An interesting church and fun to watch the quiet subversion of Christian beliefs to another world view! Anyhow, after this it was lunchtime, so we found a nearby street cafe (complete with curious toddler) for tuna empanadas (the tuna is cooked direct from the ocean on hot stones). Then it was back down to the Post Office opposite our hotel to get the official Easter Island passport stamp (free). It was still hot and an ice cream seemed in order, so back at Caleta Bay we ordered some from the famous gelateria Mikafé. Next door we spotted the Orca Diving Centre and it seemed like a great idea, so we booked a snorkelling session for 4pm.
This gave up plenty of time for a walk along the north coast of the island, which is frequently ignored, even though it has some interesting sites. As we walked we passed Hanga Vare Vare, a wide open space, where the Tapati Rapa Nui festival is celebrated and decorated with stone statues and carvings made during previous Tapatis. Palm trees have been planted around a natural pool so you can enjoy a swim in an area of the coast where doing so is difficult. Further on was the cemetery, another place to see Easter Island’s religious syncretism. This is the 3rd Christian cemetery on the island, the first was in Vaihu, and the second is by the current school gym. The current cemetery is near Tahai, and is over 100 years old. Some stones are beautifully sculpted and combine Christian and Rapa Nui motifs. The great cross of red scoria in the centre of the cemetery is carved from an ancient pukao (moai headdress). It was a bit of a walk beyond to the Tahai site, which is three ahu, Ahu Vai Uri, Ahu Tahai and Ahu Ko Te Riki.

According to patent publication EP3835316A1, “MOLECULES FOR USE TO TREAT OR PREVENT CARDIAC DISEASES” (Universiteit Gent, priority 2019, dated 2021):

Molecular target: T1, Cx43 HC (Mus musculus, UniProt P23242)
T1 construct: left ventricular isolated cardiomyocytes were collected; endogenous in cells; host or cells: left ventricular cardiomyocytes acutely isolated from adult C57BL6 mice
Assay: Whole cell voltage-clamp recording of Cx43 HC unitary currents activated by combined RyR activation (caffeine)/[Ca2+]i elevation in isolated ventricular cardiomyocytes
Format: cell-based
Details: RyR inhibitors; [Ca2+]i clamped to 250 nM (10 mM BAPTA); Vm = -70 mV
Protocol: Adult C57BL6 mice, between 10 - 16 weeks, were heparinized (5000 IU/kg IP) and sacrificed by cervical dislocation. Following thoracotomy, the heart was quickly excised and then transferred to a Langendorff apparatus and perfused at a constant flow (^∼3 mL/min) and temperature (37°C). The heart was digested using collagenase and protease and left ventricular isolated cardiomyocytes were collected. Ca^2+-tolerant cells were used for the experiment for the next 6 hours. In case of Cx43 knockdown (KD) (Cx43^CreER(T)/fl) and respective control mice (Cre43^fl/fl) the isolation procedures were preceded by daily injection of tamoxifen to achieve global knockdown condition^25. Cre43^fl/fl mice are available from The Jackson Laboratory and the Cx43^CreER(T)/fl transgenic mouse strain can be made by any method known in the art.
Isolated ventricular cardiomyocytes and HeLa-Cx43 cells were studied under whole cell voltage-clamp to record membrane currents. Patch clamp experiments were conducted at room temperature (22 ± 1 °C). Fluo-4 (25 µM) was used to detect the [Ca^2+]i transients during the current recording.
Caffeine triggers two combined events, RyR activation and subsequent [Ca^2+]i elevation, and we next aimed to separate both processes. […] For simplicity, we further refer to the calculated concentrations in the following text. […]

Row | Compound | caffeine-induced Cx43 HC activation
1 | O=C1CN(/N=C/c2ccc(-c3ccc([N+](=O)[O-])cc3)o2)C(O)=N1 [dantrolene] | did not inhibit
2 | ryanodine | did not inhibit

Tahai ancient village is a site with several ahus and moai statues close to Hanga Roa. Tahai has three ahus; Ahu Vai 'Uri (5 moais), Ahu Tahai (1 moai) and Ahu Ko Te Riku (1 moai). The moai of Ahu Ko Te Riku is the only moai with eyes restored, though of cement rather than coral. Photos of the statues at Tahai turn out best before noon, when the faces of the moais are sun-lit. In the afternoon, they become backlit and it's harder to take good photos. As the sun sets behind the statues as it is popular for sunset photos, but for photos of moon set behind the statues, you will probably be alone. The full moon sets in the same spot as the sun, often in the morning.
This site was restored 1968 and recreates the original layout of the Rapanui villages. Mulloy’s ashes rest under a small carved stone under the hare paenga, at the southern end of the complex. Three ahu or ceremonial platforms found here are, from left to right, Ahu Vai Uri, 5 moais, Ahu Tahai, 1 eroded moai; and Ahu Ko Te Riku, 1 moai with eyes (a replica based on the eye found in Anakena in 1978) and a pukao (a red scoria headdress), displaying the moais in their maximum splendour.